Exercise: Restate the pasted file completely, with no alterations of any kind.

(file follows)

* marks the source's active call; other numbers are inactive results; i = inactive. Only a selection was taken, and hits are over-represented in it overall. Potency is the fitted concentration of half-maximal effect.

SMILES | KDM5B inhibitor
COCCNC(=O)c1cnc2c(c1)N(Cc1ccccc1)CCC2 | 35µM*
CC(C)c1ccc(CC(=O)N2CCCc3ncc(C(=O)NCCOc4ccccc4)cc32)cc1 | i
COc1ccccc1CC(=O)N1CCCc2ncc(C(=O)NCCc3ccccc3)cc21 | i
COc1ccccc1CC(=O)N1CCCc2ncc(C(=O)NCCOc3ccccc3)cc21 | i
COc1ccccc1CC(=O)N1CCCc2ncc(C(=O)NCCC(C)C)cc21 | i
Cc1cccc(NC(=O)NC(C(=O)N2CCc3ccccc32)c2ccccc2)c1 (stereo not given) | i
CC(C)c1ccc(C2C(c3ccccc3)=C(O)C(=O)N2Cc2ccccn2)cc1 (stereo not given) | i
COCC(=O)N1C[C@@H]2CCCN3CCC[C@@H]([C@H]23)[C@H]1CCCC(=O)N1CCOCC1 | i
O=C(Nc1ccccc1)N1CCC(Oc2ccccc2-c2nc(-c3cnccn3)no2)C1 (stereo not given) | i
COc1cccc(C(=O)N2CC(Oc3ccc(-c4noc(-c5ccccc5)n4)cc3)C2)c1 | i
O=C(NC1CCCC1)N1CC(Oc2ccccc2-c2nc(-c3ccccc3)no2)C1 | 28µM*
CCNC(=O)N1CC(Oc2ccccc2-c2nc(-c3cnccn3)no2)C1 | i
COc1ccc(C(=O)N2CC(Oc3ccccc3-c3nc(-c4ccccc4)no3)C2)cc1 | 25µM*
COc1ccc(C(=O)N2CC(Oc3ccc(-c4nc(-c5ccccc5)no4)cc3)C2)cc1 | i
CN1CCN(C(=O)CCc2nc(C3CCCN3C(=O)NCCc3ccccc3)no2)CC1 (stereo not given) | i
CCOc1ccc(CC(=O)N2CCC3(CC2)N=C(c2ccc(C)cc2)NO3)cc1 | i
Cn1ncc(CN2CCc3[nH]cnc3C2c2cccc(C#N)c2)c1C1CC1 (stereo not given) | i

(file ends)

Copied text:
* marks the source's active call; other numbers are inactive results; i = inactive. Only a selection was taken, and hits are over-represented in it overall. Potency is the fitted concentration of half-maximal effect.

SMILES | KDM5B inhibitor
COCCNC(=O)c1cnc2c(c1)N(Cc1ccccc1)CCC2 | 35µM*
CC(C)c1ccc(CC(=O)N2CCCc3ncc(C(=O)NCCOc4ccccc4)cc32)cc1 | i
COc1ccccc1CC(=O)N1CCCc2ncc(C(=O)NCCc3ccccc3)cc21 | i
COc1ccccc1CC(=O)N1CCCc2ncc(C(=O)NCCOc3ccccc3)cc21 | i
COc1ccccc1CC(=O)N1CCCc2ncc(C(=O)NCCC(C)C)cc21 | i
Cc1cccc(NC(=O)NC(C(=O)N2CCc3ccccc32)c2ccccc2)c1 (stereo not given) | i
CC(C)c1ccc(C2C(c3ccccc3)=C(O)C(=O)N2Cc2ccccn2)cc1 (stereo not given) | i
COCC(=O)N1C[C@@H]2CCCN3CCC[C@@H]([C@H]23)[C@H]1CCCC(=O)N1CCOCC1 | i
O=C(Nc1ccccc1)N1CCC(Oc2ccccc2-c2nc(-c3cnccn3)no2)C1 (stereo not given) | i
COc1cccc(C(=O)N2CC(Oc3ccc(-c4noc(-c5ccccc5)n4)cc3)C2)c1 | i
O=C(NC1CCCC1)N1CC(Oc2ccccc2-c2nc(-c3ccccc3)no2)C1 | 28µM*
CCNC(=O)N1CC(Oc2ccccc2-c2nc(-c3cnccn3)no2)C1 | i
COc1ccc(C(=O)N2CC(Oc3ccccc3-c3nc(-c4ccccc4)no3)C2)cc1 | 25µM*
COc1ccc(C(=O)N2CC(Oc3ccc(-c4nc(-c5ccccc5)no4)cc3)C2)cc1 | i
CN1CCN(C(=O)CCc2nc(C3CCCN3C(=O)NCCc3ccccc3)no2)CC1 (stereo not given) | i
CCOc1ccc(CC(=O)N2CCC3(CC2)N=C(c2ccc(C)cc2)NO3)cc1 | i
Cn1ncc(CN2CCc3[nH]cnc3C2c2cccc(C#N)c2)c1C1CC1 (stereo not given) | i